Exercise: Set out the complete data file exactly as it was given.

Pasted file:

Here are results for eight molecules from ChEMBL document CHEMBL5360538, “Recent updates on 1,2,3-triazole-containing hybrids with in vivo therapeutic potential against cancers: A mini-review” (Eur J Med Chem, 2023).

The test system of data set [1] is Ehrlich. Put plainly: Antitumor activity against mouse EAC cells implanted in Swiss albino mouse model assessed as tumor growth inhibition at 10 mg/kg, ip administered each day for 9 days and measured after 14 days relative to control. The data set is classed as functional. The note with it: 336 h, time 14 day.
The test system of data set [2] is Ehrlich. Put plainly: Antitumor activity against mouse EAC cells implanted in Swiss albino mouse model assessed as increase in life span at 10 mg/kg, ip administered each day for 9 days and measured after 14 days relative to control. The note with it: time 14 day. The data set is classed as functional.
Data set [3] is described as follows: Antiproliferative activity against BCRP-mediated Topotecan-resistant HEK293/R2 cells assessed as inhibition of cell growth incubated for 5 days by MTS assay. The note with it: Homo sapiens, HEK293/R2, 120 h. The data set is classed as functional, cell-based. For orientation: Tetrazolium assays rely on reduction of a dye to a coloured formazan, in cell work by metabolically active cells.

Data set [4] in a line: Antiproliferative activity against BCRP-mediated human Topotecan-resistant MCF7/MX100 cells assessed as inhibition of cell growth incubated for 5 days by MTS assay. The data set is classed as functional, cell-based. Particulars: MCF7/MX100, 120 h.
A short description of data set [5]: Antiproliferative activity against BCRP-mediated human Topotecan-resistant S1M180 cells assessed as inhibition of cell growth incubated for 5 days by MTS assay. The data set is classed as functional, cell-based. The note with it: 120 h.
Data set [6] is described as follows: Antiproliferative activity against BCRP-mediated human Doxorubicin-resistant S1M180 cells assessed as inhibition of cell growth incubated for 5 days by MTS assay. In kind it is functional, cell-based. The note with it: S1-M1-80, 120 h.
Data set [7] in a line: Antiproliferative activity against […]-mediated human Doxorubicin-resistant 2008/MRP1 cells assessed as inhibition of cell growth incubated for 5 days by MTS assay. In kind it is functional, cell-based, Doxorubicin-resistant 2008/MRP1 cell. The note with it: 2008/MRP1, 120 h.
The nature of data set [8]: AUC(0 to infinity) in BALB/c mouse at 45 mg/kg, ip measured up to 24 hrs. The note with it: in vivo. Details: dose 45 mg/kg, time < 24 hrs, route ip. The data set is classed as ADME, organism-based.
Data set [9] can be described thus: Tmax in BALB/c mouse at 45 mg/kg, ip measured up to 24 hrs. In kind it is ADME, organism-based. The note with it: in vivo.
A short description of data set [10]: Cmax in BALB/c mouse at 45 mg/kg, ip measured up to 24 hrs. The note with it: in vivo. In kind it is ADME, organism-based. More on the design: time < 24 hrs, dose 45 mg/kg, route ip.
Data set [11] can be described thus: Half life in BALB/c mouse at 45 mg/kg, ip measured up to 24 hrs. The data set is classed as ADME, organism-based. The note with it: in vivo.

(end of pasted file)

Here are results for eight molecules from ChEMBL document CHEMBL5360538, “Recent updates on 1,2,3-triazole-containing hybrids with in vivo therapeutic potential against cancers: A mini-review” (Eur J Med Chem, 2023).

The test system of data set [1] is Ehrlich. Put plainly: Antitumor activity against mouse EAC cells implanted in Swiss albino mouse model assessed as tumor growth inhibition at 10 mg/kg, ip administered each day for 9 days and measured after 14 days relative to control. The data set is classed as functional. The note with it: 336 h, time 14 day.
The test system of data set [2] is Ehrlich. Put plainly: Antitumor activity against mouse EAC cells implanted in Swiss albino mouse model assessed as increase in life span at 10 mg/kg, ip administered each day for 9 days and measured after 14 days relative to control. The note with it: time 14 day. The data set is classed as functional.
Data set [3] is described as follows: Antiproliferative activity against BCRP-mediated Topotecan-resistant HEK293/R2 cells assessed as inhibition of cell growth incubated for 5 days by MTS assay. The note with it: Homo sapiens, HEK293/R2, 120 h. The data set is classed as functional, cell-based. For orientation: Tetrazolium assays rely on reduction of a dye to a coloured formazan, in cell work by metabolically active cells.

Data set [4] in a line: Antiproliferative activity against BCRP-mediated human Topotecan-resistant MCF7/MX100 cells assessed as inhibition of cell growth incubated for 5 days by MTS assay. The data set is classed as functional, cell-based. Particulars: MCF7/MX100, 120 h.
A short description of data set [5]: Antiproliferative activity against BCRP-mediated human Topotecan-resistant S1M180 cells assessed as inhibition of cell growth incubated for 5 days by MTS assay. The data set is classed as functional, cell-based. The note with it: 120 h.
Data set [6] is described as follows: Antiproliferative activity against BCRP-mediated human Doxorubicin-resistant S1M180 cells assessed as inhibition of cell growth incubated for 5 days by MTS assay. In kind it is functional, cell-based. The note with it: S1-M1-80, 120 h.
Data set [7] in a line: Antiproliferative activity against […]-mediated human Doxorubicin-resistant 2008/MRP1 cells assessed as inhibition of cell growth incubated for 5 days by MTS assay. In kind it is functional, cell-based, Doxorubicin-resistant 2008/MRP1 cell. The note with it: 2008/MRP1, 120 h.
The nature of data set [8]: AUC(0 to infinity) in BALB/c mouse at 45 mg/kg, ip measured up to 24 hrs. The note with it: in vivo. Details: dose 45 mg/kg, time < 24 hrs, route ip. The data set is classed as ADME, organism-based.
Data set [9] can be described thus: Tmax in BALB/c mouse at 45 mg/kg, ip measured up to 24 hrs. In kind it is ADME, organism-based. The note with it: in vivo.
A short description of data set [10]: Cmax in BALB/c mouse at 45 mg/kg, ip measured up to 24 hrs. The note with it: in vivo. In kind it is ADME, organism-based. More on the design: time < 24 hrs, dose 45 mg/kg, route ip.
Data set [11] can be described thus: Half life in BALB/c mouse at 45 mg/kg, ip measured up to 24 hrs. The data set is classed as ADME, organism-based. The note with it: in vivo.